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Providing Erasers

In various situations, users want to erase ink that they have previously entered. You can provide an eraser tool, similar to the writing tools provided for pens and highlighters. For example, Windows Journal provides four styles of erasers in addition to the writing tools. In a simpler scenario, you might provide only an "erase all and start over" option. You can also support the scratch-out gesture.

An eraser can operate as a tool, or mode, that the user activates by clicking a toolbar button. You can also take advantage of the optional features of certain tablet pens, including the eraser end (for pens that are invertible), a barrel button (which generally provides one type of click), or barrel rocker switch (which provides two types of clicks). For example, a tablet pen that includes a rocker switch can be configured to use the lower switch button as a right-click equivalent and the upper switch button to invert the pen, activating an eraser. Or, on a tablet pen that provides an eraser end, the user can just flip the pen over and erase.

In many cases, erasing is a one-time activity. The user writes something, notices an error, erases the mistake with a single stroke, and then continues to write. One option you might consider is providing an eraser tool that, once activated, allows a single erasing action (one stroke) and then reverts to the previously selected writing tool.

Choosing an erasing method

There are two commonly used ways to erase ink. These options are exposed by the EraserMode property on the InkOverlay and InkPicture objects.

  • By stroke. The entire stroke is erased when the user drags or taps the eraser over any portion of the stroke. In scenarios where the user wants to erase an entire word or drawing segment, the by-stroke option is faster. With this type of eraser, the user can simply tap a stroke to remove it.
  • By point. The part of the stroke that is passed over by the eraser is removed. The user can erase the entire stroke by tracing the eraser over all of its ink. The user can also divide the stroke by erasing a portion of its ink.

Both Windows Journal and Microsoft Office OneNote provide four eraser choices: three sizes of erasers that erase by point, and one eraser that erases by stroke. However, erasing by stroke is a common default choice. Your use scenarios will dictate which method you choose as a default.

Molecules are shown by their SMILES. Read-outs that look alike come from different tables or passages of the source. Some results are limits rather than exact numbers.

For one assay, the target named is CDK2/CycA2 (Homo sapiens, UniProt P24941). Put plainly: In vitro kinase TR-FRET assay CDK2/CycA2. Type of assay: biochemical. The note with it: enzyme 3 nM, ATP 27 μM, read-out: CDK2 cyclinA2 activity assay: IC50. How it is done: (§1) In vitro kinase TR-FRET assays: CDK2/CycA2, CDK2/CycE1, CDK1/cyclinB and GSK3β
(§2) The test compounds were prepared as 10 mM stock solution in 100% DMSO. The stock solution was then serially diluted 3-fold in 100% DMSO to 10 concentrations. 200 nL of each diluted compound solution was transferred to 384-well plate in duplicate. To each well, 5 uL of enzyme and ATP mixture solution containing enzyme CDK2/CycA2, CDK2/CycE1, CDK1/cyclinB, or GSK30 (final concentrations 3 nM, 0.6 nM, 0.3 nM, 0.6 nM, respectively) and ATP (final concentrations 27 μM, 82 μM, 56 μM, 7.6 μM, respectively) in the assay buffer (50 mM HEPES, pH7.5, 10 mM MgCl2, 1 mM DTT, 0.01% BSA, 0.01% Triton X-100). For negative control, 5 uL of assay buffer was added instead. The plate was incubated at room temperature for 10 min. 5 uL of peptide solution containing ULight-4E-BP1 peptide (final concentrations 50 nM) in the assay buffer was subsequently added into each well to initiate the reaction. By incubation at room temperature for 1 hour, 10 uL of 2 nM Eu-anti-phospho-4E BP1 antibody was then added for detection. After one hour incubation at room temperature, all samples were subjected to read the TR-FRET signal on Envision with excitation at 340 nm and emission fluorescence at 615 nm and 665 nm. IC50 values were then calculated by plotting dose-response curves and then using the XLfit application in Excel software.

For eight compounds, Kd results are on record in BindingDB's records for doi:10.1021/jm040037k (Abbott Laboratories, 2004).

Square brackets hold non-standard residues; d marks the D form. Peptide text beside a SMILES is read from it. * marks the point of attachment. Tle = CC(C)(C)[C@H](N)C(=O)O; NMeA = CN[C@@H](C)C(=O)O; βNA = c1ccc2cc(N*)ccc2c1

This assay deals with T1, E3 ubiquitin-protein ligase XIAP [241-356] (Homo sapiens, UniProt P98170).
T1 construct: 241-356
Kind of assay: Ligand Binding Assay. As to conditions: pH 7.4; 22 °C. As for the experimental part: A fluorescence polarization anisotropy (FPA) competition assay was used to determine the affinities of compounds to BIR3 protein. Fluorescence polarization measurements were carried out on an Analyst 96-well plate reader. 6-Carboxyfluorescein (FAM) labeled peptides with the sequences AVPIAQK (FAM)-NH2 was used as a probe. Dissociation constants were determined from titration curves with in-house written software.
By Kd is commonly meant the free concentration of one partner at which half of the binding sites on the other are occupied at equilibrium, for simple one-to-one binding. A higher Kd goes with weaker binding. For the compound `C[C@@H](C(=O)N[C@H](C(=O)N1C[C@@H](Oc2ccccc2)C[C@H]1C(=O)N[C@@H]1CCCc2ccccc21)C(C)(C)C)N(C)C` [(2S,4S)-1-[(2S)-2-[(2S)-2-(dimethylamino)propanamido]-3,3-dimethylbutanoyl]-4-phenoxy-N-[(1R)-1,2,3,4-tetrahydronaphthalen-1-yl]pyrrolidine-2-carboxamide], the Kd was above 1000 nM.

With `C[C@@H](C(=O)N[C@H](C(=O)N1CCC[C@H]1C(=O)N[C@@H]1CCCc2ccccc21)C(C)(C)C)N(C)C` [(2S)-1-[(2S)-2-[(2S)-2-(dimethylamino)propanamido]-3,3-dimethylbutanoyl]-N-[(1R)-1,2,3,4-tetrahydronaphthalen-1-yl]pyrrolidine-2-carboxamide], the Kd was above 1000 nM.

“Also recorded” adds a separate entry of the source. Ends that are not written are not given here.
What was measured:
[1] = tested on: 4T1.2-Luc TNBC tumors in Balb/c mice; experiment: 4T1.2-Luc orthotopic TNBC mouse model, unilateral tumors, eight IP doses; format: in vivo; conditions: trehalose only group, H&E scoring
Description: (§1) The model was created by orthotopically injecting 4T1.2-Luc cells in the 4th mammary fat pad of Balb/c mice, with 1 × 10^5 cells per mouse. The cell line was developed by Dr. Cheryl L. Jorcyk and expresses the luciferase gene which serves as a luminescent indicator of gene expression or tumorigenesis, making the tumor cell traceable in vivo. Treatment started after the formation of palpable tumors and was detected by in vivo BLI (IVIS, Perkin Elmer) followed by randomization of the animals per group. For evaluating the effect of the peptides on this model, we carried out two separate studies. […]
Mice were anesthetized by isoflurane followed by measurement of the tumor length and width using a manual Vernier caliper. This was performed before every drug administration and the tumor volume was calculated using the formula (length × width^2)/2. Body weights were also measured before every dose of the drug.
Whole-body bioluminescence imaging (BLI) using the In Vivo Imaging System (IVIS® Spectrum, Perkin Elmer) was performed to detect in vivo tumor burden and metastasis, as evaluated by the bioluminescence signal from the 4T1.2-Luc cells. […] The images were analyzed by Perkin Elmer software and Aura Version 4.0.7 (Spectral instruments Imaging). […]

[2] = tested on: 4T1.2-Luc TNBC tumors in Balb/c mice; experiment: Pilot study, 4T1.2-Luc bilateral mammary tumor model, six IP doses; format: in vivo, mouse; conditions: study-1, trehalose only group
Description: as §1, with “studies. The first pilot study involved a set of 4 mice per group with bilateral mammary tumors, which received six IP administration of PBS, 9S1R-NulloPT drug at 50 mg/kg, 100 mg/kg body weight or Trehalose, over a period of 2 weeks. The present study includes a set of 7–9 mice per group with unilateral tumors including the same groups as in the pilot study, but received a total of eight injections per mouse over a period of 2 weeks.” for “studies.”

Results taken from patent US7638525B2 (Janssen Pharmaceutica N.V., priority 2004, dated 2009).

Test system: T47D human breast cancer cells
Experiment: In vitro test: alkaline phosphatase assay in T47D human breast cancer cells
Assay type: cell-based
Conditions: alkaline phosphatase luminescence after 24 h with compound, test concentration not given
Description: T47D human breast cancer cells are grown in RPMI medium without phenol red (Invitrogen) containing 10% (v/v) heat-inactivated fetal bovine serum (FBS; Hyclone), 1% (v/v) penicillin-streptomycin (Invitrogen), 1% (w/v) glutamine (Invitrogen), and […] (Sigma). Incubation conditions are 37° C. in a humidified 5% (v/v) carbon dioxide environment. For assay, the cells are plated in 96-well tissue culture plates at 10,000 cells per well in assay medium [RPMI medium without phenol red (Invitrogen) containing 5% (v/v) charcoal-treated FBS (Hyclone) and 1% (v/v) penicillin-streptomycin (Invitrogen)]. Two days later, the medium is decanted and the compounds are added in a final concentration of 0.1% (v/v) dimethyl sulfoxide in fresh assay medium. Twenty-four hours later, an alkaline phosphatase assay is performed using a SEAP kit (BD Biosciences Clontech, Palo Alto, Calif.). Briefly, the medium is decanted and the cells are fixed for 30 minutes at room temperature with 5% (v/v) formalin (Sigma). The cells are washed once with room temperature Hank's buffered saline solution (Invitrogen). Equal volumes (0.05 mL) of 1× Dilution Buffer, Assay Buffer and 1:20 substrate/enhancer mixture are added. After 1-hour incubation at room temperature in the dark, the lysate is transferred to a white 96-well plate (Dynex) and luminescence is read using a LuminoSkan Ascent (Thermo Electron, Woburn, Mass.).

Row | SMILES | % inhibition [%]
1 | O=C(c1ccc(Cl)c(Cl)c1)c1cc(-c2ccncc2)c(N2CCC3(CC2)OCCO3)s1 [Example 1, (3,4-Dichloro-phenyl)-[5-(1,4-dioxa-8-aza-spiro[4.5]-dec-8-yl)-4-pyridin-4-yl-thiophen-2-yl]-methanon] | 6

The scratch-out gesture

In Tablet PC Input Panel, you can erase a word or letter by scratching it out. Many users try this approach intuitively when they want to erase their writing. Depending on the scenario, it might make sense to erase ink when the user scratches over a previous entry. Consider these guidelines:

  • Consider whether the scratch-out gesture is intended as an erase command or as an additional ink entry. For example, on a to-do list, the user might mark through an entry, to indicate that the task has been completed.
  • Consider whether you want to include a single-line scratch-out gesture for erasing ink or use the three-stroke method supported by the Scratchout member of the ApplicationGesture enumeration. Input Panel uses a different approach, requiring only one stroke drawn over a word or letter to perform the scratch-out gesture. Windows Journal uses the three-stroke method to allow users the option to either draw one or two strokes through an entry while retaining the original ink, or to draw three strokes to remove the original ink.

An erase-all option

Another option you can consider is an "erase all" option that simply removes all ink from the writing surface, which lets the user start over again. This option might work very well for situations like a signature field, where a quick, simple erase option would be easier, and where it's unlikely that the user would want to erase only part of the ink input.



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Build date: 2/8/2011

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